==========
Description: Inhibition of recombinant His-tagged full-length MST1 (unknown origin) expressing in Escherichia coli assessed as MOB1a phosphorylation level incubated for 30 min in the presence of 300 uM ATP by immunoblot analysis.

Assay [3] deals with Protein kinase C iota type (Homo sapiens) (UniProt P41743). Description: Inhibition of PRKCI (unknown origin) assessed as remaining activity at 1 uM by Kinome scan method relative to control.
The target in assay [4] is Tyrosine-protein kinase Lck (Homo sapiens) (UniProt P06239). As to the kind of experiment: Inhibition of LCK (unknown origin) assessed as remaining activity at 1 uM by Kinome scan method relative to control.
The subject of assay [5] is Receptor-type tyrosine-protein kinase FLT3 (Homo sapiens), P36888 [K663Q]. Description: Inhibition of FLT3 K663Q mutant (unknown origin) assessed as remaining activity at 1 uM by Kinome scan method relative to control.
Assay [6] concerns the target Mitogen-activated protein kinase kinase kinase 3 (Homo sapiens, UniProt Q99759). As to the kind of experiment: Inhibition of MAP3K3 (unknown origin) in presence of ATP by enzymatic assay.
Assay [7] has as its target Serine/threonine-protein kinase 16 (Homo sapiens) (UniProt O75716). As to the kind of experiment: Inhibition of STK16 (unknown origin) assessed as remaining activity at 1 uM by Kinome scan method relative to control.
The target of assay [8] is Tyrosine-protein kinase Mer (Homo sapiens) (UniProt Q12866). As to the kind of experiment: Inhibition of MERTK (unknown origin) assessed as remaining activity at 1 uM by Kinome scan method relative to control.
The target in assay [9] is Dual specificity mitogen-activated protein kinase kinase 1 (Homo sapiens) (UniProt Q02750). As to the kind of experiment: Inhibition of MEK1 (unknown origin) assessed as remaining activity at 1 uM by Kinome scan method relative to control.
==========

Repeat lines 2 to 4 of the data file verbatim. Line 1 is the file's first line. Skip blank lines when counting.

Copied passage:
Assay [3] deals with Protein kinase C iota type (Homo sapiens) (UniProt P41743). Description: Inhibition of PRKCI (unknown origin) assessed as remaining activity at 1 uM by Kinome scan method relative to control.
The target in assay [4] is Tyrosine-protein kinase Lck (Homo sapiens) (UniProt P06239). As to the kind of experiment: Inhibition of LCK (unknown origin) assessed as remaining activity at 1 uM by Kinome scan method relative to control.
The subject of assay [5] is Receptor-type tyrosine-protein kinase FLT3 (Homo sapiens), P36888 [K663Q]. Description: Inhibition of FLT3 K663Q mutant (unknown origin) assessed as remaining activity at 1 uM by Kinome scan method relative to control.